Going Green in the Colorado Garden

Joan Shaffer June 27, 2017 Green Living Home Improvement Homeowners Practical Real Estate Tips

Green Ideas for the Colorado Homeowner

One of the biggest challenges facing homeowners along the Front Range is getting things to grow. Our soils are less than desirable, our summer sun is relentless, and rain can be nearly non-existent. To help you cope with these conditions and still have a beautiful yard and garden, go green with these suggestions:

• Choose native plants because they’ve evolved to grow in local conditions and to predictable sizes. They do not require watering (except during establishment or extended drought), chemical pesticides and fertilizers, or frequent cutting–so maintenance is minimal.

• Choose disease and insect resistant plants because these don’t require pesticides.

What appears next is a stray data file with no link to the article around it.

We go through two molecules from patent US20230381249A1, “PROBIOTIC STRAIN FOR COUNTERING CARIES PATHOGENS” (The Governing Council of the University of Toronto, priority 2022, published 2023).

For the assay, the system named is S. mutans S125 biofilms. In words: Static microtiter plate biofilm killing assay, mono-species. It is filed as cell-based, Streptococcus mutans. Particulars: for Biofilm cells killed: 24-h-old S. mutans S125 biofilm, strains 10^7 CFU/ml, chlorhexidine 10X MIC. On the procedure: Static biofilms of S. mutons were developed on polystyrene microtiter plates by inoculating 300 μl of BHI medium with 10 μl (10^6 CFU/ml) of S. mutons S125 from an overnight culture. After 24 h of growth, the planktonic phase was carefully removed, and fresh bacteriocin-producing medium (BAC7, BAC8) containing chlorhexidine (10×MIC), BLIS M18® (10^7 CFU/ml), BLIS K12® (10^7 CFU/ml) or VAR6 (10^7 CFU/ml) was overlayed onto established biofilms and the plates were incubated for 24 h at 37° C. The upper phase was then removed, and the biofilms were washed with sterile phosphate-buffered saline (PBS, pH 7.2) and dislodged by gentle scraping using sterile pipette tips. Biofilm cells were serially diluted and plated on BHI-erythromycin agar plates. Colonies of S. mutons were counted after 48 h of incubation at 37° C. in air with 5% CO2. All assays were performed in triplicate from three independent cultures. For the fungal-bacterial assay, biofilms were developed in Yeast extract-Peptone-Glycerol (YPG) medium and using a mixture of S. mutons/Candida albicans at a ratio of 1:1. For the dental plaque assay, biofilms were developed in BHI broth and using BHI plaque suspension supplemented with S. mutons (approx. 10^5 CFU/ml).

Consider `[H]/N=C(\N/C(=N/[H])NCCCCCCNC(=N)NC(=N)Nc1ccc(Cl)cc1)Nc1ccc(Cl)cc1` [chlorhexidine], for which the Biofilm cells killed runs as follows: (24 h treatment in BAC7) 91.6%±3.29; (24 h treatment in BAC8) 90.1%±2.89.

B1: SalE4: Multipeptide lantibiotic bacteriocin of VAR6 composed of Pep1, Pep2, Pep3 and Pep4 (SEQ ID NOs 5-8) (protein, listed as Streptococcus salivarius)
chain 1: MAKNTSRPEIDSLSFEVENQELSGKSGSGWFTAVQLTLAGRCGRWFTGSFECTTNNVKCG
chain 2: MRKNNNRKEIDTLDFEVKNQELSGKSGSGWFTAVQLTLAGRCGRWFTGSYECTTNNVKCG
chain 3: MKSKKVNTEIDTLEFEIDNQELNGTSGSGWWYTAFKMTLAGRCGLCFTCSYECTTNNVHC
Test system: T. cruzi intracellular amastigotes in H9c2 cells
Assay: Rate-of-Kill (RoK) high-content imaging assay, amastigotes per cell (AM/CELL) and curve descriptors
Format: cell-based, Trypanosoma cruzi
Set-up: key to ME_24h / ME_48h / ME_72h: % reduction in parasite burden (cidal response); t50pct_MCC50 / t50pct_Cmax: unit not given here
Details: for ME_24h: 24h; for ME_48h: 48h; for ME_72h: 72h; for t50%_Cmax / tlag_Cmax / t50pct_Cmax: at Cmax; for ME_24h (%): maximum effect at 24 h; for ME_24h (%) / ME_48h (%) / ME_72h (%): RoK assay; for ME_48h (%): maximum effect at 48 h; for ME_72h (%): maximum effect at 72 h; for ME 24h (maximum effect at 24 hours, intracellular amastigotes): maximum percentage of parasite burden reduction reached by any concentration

• Mulch your garden with a good 3- to 4-inch layer of organic mulch to hold in soil mois-ture and conserve water.

Speaking of water, in the West, 60% of consumed water goes to lawns. This water diversion harms the environment and returns polluted water to our streams and rivers. It also costs home-owners for irrigation system installations and maintenance, as well as in hefty water bills. Consider these tips:

• Soaker hoses and drip irrigation use 50% of what a sprinkler would use.

• Water early in the day so you can avoid evaporation and winds that blow water onto sidewalks and driveways.

• Mow your lawn at the highest setting on your mower. This encourages turf roots to grow deeper and be more tolerant of drought. Tall lawns also have fewer weeds because the seeds can’t compete with the grass for light and water.

Here are three resources for green gardening information, as well as help with finding the best plants for your yard and garden:

The Colorado Native Plant Society:


Xeric plants and tips:


Colorado demo gardens:




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